Chinese Literature Classic Chinese Erotica: Fiction
While most Westerners seem to have heard of the "Kama Sutra", few are aware of the Chinese tradition of erotic literature. Westerners often see Asians as being demure or even downright asexual. You would have thought that 1.2 billion Chinese souls would have been enough proof to the contrary.
Erotica was present in the form of fiction (both full-length novels and short stories) and poetry, erotic art in the form of very practical "pillow books", and taoist treatises on effective sexual techniques for "maximizing life energies". Unfortunately, ancient foot fetishists also invented the painful practice of footbinding in pursuit of the tiny "lotus" feet.
Erotic Novels and Short Stories
The best known erotic novel, by far, is the "The Golden Lotus", which Pearl S. Buck called "China's greatest novel of physical love". However, the classical Chinese erotic novels should not be confused with pornography. If one removed the sexually explicit passages of "The Golden Lotus", we would still have a great novel of manners, one of whose hallmark attributes is the level of detail that the author infused on the novel. Thus when the novel tells about monetary transactions, we get to know the exact amount paid for items down to dollars and cents (or rather taels of silver and copper coins). Sexually explicit passages are simply part of the author's attention to detail. The other novels and short stories in this category have equally "redeeming" values. The novels and short stories of Li Yu happen to be one of the funniest in any category.
The Golden Lotus
Written by Lanling XiaoxiaoSheng
Translated by Clement Egerton
Tuttle Classics, 2011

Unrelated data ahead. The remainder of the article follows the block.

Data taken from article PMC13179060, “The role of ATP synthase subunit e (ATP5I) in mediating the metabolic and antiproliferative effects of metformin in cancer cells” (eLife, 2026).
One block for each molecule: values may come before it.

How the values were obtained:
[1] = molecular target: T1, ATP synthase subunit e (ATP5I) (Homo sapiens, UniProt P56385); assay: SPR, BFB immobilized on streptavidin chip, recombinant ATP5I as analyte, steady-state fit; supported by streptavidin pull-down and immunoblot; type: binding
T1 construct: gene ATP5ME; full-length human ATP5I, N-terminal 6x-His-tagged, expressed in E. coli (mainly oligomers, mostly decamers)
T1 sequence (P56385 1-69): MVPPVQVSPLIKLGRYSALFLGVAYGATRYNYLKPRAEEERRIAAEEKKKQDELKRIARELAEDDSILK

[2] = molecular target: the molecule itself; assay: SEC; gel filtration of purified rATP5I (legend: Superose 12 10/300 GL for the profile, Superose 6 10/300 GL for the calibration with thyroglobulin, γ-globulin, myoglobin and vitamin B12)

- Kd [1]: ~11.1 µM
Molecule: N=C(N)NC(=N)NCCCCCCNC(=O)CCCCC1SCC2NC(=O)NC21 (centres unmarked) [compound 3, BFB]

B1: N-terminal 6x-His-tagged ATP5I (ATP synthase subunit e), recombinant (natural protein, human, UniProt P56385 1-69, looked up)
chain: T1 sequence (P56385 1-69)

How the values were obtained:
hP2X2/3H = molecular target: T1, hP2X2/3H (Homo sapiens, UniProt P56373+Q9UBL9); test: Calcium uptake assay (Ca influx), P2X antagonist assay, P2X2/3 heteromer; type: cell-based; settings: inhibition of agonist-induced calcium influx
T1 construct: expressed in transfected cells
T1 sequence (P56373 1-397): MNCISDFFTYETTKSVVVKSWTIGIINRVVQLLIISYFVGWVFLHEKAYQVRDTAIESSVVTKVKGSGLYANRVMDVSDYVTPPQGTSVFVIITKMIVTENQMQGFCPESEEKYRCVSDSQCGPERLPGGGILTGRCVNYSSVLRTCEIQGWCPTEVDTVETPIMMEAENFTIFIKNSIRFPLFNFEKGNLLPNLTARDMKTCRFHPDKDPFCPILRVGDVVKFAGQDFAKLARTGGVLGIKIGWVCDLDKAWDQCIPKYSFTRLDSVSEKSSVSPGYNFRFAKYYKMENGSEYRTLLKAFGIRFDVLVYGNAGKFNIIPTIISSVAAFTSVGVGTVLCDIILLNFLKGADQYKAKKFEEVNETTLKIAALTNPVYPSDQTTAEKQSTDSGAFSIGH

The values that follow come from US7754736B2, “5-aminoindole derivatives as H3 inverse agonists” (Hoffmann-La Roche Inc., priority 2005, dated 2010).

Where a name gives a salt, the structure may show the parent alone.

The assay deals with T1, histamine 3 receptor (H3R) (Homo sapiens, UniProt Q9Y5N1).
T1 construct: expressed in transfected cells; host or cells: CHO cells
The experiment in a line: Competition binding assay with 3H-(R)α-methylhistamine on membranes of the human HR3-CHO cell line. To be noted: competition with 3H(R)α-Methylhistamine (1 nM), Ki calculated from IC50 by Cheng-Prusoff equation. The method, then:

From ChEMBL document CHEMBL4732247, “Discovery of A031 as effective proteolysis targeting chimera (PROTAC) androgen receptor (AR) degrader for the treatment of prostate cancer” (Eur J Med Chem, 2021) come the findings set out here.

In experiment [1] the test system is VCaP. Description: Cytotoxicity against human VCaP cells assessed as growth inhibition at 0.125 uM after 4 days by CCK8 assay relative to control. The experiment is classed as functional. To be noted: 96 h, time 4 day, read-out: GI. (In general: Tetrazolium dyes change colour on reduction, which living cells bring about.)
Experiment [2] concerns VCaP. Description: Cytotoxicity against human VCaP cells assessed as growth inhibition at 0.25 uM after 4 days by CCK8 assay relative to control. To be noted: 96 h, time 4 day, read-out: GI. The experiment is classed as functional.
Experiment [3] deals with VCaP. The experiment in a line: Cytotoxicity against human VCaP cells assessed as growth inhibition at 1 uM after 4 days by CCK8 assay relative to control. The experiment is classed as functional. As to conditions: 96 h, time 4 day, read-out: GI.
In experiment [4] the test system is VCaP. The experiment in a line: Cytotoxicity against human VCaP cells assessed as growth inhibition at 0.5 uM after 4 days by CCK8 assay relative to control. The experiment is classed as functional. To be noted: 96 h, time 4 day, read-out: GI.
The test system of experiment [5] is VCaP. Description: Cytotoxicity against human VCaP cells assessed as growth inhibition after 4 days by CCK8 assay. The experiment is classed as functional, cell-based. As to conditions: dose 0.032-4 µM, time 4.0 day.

The best known Chinese erotic novel is based on a major expansion of a side story of the Water Margin. The story is about Hsi-meng Ching, a rich man with four wives who sets out to acquire wives number 5 and 6. This book was often banned in China for being too sexually explicit. Westerners were not free from self-censorship, though. When Clement Egerton's first published his translation, he rendered all the sexual passages in Latin. Fortunately, the whole work is now available in English. The newer and better translation is by David Tod Roy.
The Plum in the Golden Vase
Translated by David Tod Roy
|The Fountainhead of Chinese Erotica: The Lord of Perfect Satisfaction
Translated by Charles E. Stone
University of Hawaii Press, 2003
|This short novel tells the story of infamous Tang Empress Wu Zetian, the only Chinese empress to actually rule China on her own. (Other empresses ruled but ostensibly only as regents to a child emperor.) The novel was famous for being the first one to depict sexuality in a very graphic manner, thus serving as the prototype for all the ones that followed.|
The Carnal Prayer Mat
Written by Li Yu in 1657
Translated by Patrick Hanan
University of Hawaii Press, 1996
This masterpiece is an erotic satire disguised as a moralistic tale. The story is about a scholar who wants to become a monk but not before he has married the prettiest girl around. Wanting to seduce a beautiful woman who happens to be married to a well-endowed stud, he resorts to extreme measures to be competitive. He undergoes surgery to replace his penis with that of a dog, an amazing plot turn considering that the story was written in the 17th century, long before plastic surgery was invented. The story is sexy, imaginative, takes many unexpected turns and, best of all, is outrageously funny. Each chapter ends with a short critique presumably written by a third-party reviewer but quite likely were written by the author himself to add even more to the humor. The Sex and Zen movie was loosely based on the book.
A Tower for the Summer Heat
Written by Li Yu, 1657
Translated by Patrick Hanan
Columbia University Press, 1998
A translation of half the stories of Shi'er Lou, a book of short stories by the author of The Carnal Prayer Mat. The translation takes its title from the first story, in which a scholar uses a new technology from the West, a telescope, to spy on his neighbors. With his new found knowledge he proceeds to woo the girl and convince the girl's father of that the marriage is predestined. The other stories are equally unconventional and fun.
|Chinese Ghost Stories for Adults: Sex, Love, and
Murder between Spirits and Mortals
Written by Pu Sung-Ling (1640-1715)
Translated by Tom Ma
Barricade Books, 2000
|This is a translation of selected stories from the Liao Tsai Chih Yi, a classic from 18th century containing over 400 short stories Pu Sung-Ling is China's master storyteller whose stories, usually full of supernatural beings and events, reveal a Taoist nonconformist attitude in the midst of Confucian society.|